Open Access

Treatment of acute pancreatitis with protease inhibitors administered through intravenous infusion: an updated systematic review and meta-analysis

  • Takeshi Seta1, 4,
  • Yoshinori Noguchi2,
  • Satoru Shikata3 and
  • Takeo Nakayama4Email author
BMC GastroenterologyBMC series ¿ open, inclusive and trusted201414:102

DOI: 10.1186/1471-230X-14-102

Received: 21 June 2013

Accepted: 14 May 2014

Published: 30 May 2014

Abstract

Background

The intravenous use of protease inhibitors in patients with acute pancreatitis is still controversial. The purpose of this study was to evaluate the effectiveness of protease inhibitors intravenously administered to prevent pancreatitis-associated complications.

Methods

We updated our previous meta-analysis with articles of randomized controlled trials published from January 1965 to March 2013 on the effectiveness of protease inhibitors for acute pancreatitis. A systematic search of PubMed, EMBASE, the Cochrane Library, and Japana Centra Revuo Medicina was conducted. In addition, Internet-based registries (ClinicalTrials.gov, controlled-trials.com, UMIN, JMACCT, and JAPIC) were used to search for on-going clinical trials. Furthermore, references of review articles and previously published meta-analyses were handsearched. The main outcome of interest was the overall mortality rate from acute pancreatitis.

Results

Seventeen trials were selected for analysis. Overall, protease inhibitors did not achieve a significant risk reduction in mortality (pooled risk difference [RD], -0.02; 95% Confidence Interval [CI], -0.05 to 0.01; number needed to treat [NNT], 74.8) with low heterogeneity. A subgroup analysis in moderate to severe pancreatitis (defined by control mortality rate [CMR] >0.10) did not show a significant effect of protease inhibitors to prevent death (pooled RD, -0.03; 95% CI, -0.07 to 0.01; NNT, 1603.9) with low heterogeneity. An additional subgroup analysis of two trials with CMR >0.20 (i.e., low quality) revealed a significant risk reduction.

Conclusion

The present meta-analysis re-confirmed that there is no solid evidence that supports the intravenous use of protease inhibitors to prevent death due to acute pancreatitis.

Keywords

Acute pancreatitis Protease inhibitors Mortality Control mortality rate Complication

Background

Acute pancreatitis is characterized by sudden abdominal pain and elevated serum concentrations of pancreatic enzymes. Overall mortality has been reported to be approximately 5 percent for acute pancreatitis and 20 percent for necrotizing pancreatitis [1, 2]. Mild acute pancreatitis is generally treated with supportive care including pain control, intravenous fluids, and correction of electrolyte and metabolic abnormalities. A meta-analysis of eight trials revealed that enteral nutrition significantly reduced mortality, multiple organ failure, systemic infections, and the need for surgery compared with parenteral nutrition [3]. Furthermore, other meta-analyses that have been conducted on the effectiveness of acute pancreatitis treatments showed that the use of suitable analgesics effectively relieved pain [4], and that H2 receptor antagonists did not improve clinical outcomes of acute pancreatitis [5].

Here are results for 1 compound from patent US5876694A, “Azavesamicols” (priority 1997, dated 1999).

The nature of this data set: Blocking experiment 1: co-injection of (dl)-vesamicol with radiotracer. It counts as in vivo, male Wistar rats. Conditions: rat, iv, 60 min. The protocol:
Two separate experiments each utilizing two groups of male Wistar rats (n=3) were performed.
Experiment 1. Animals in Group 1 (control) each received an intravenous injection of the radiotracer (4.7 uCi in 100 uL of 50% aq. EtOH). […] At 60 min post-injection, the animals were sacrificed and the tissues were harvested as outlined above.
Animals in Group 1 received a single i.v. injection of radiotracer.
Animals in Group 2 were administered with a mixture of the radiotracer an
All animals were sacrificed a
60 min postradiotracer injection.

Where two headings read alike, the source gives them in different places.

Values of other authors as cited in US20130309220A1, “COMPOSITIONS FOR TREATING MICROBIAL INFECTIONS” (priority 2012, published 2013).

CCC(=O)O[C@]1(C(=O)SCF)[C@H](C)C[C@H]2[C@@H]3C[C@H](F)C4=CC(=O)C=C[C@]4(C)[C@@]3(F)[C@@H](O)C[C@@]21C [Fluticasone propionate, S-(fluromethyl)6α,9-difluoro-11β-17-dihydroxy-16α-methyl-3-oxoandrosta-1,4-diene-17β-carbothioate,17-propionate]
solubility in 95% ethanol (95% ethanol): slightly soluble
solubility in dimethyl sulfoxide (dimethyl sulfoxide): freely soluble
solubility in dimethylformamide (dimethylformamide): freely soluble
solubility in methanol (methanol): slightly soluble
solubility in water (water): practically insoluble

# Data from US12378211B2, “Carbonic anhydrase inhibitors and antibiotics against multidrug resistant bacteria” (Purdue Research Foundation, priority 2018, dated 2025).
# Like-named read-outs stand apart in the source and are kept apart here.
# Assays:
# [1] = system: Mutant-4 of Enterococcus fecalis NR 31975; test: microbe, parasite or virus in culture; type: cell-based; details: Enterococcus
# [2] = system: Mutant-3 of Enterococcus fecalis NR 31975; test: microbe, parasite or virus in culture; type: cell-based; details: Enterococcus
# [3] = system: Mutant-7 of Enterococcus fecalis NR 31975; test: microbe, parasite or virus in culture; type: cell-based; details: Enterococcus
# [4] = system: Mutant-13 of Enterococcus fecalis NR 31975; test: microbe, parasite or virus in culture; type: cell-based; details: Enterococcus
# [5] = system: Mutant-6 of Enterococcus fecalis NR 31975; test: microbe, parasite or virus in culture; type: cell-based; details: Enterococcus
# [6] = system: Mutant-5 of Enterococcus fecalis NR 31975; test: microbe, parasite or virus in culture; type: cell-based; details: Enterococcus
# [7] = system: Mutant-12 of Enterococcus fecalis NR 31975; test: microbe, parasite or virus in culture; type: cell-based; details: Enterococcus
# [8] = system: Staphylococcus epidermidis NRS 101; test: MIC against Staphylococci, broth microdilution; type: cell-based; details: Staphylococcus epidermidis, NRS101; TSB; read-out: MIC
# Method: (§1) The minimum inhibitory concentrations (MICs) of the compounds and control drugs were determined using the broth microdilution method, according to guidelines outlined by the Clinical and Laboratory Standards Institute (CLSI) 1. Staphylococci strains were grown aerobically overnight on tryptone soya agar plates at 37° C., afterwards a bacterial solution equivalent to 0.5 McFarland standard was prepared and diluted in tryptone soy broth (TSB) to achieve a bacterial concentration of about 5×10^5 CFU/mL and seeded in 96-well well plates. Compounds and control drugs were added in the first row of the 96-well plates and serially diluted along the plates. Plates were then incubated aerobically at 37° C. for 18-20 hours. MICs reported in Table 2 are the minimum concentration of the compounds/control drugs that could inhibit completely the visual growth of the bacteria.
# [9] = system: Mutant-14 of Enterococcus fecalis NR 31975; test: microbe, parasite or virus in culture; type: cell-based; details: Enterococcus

The role of protease inhibitors in the treatment of mild to severe acute pancreatitis is still unclear, although previous studies have demonstrated a marginal reduction in mortality. In particular, continuous regional arterial infusion of protease inhibitors was shown to be effective for acute necrotizing or severe pancreatitis in observational studies [68], as well as in a randomized controlled trial (RCT) [9]. In 2004, we conducted a meta-analysis of 10 RCTs with a total sample size of 1,036 [10] to evaluate the effectiveness of intravenous use of protease inhibitors for acute pancreatitis. The main outcome was the effectiveness of protease inhibitors to prevent death due to acute pancreatitis, and secondary outcomes were prevention of pancreatic pseudocyst, intra-abdominal abscess, and surgical intervention. Our analysis revealed no improvement in all outcomes. Moreover, protease inhibitors did not significantly reduce the mortality in the trials with control mortality rate (CMR) equal to or less than 0.10, but might reduce the mortality with CMR more than 0.10.

The purpose of the present study was to update the body of evidence on the effectiveness of intravenous use of protease inhibitors for acute pancreatitis.

Methods

A systematic review of meta-analyses was conducted and the results were described according to the PRISMA statement [11].

Literature search

First, we systematically searched PubMed, EMBASE, the Cochrane Library, and Japana Centra Revuo Medicina (the largest database of Japanese articles) for articles of RCTs published from January 1965 to March 2013 (search date: April, 2013) on the effectiveness of protease inhibitors used to treat acute pancreatitis. The electronic database search was conducted using a combination of Medical Subject Heading terms and text words “protease inhibitors” and “acute pancreatitis”. Next, we searched Internet-based clinical trial registries, ClinicalTrials.gov [12] and controlled-trials.com [13], as well as all the three trial registries available in Japan, UMIN [14], JMACCT [15], and JAPIC [16] (search date: April, 2013) for on-going RCTs using the same criteria. References of review articles and previously published meta-analyses were handsearched.

Inclusion and exclusion criteria